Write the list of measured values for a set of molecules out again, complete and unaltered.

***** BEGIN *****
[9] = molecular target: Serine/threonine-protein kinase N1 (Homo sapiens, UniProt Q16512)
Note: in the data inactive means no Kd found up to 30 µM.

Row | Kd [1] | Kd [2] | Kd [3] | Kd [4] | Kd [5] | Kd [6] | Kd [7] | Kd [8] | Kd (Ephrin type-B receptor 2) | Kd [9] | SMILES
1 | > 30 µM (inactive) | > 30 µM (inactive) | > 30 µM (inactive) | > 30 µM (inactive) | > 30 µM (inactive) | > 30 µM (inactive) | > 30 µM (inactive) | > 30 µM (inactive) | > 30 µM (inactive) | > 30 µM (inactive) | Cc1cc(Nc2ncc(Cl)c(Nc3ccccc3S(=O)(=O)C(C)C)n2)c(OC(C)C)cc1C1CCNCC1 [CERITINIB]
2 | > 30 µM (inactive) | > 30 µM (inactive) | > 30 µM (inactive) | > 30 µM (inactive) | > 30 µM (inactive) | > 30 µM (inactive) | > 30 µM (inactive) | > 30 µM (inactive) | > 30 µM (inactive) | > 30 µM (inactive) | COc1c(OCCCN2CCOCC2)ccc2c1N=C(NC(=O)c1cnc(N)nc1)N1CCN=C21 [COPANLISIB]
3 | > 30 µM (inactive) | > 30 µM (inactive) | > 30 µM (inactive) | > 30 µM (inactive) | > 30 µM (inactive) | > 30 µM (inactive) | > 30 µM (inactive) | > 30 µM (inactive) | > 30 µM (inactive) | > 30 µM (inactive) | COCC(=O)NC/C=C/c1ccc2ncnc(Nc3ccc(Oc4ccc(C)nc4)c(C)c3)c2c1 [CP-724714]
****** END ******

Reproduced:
[9] = molecular target: Serine/threonine-protein kinase N1 (Homo sapiens, UniProt Q16512)
Note: in the data inactive means no Kd found up to 30 µM.

Row | Kd [1] | Kd [2] | Kd [3] | Kd [4] | Kd [5] | Kd [6] | Kd [7] | Kd [8] | Kd (Ephrin type-B receptor 2) | Kd [9] | SMILES
1 | > 30 µM (inactive) | > 30 µM (inactive) | > 30 µM (inactive) | > 30 µM (inactive) | > 30 µM (inactive) | > 30 µM (inactive) | > 30 µM (inactive) | > 30 µM (inactive) | > 30 µM (inactive) | > 30 µM (inactive) | Cc1cc(Nc2ncc(Cl)c(Nc3ccccc3S(=O)(=O)C(C)C)n2)c(OC(C)C)cc1C1CCNCC1 [CERITINIB]
2 | > 30 µM (inactive) | > 30 µM (inactive) | > 30 µM (inactive) | > 30 µM (inactive) | > 30 µM (inactive) | > 30 µM (inactive) | > 30 µM (inactive) | > 30 µM (inactive) | > 30 µM (inactive) | > 30 µM (inactive) | COc1c(OCCCN2CCOCC2)ccc2c1N=C(NC(=O)c1cnc(N)nc1)N1CCN=C21 [COPANLISIB]
3 | > 30 µM (inactive) | > 30 µM (inactive) | > 30 µM (inactive) | > 30 µM (inactive) | > 30 µM (inactive) | > 30 µM (inactive) | > 30 µM (inactive) | > 30 µM (inactive) | > 30 µM (inactive) | > 30 µM (inactive) | COCC(=O)NC/C=C/c1ccc2ncnc(Nc3ccc(Oc4ccc(C)nc4)c(C)c3)c2c1 [CP-724714]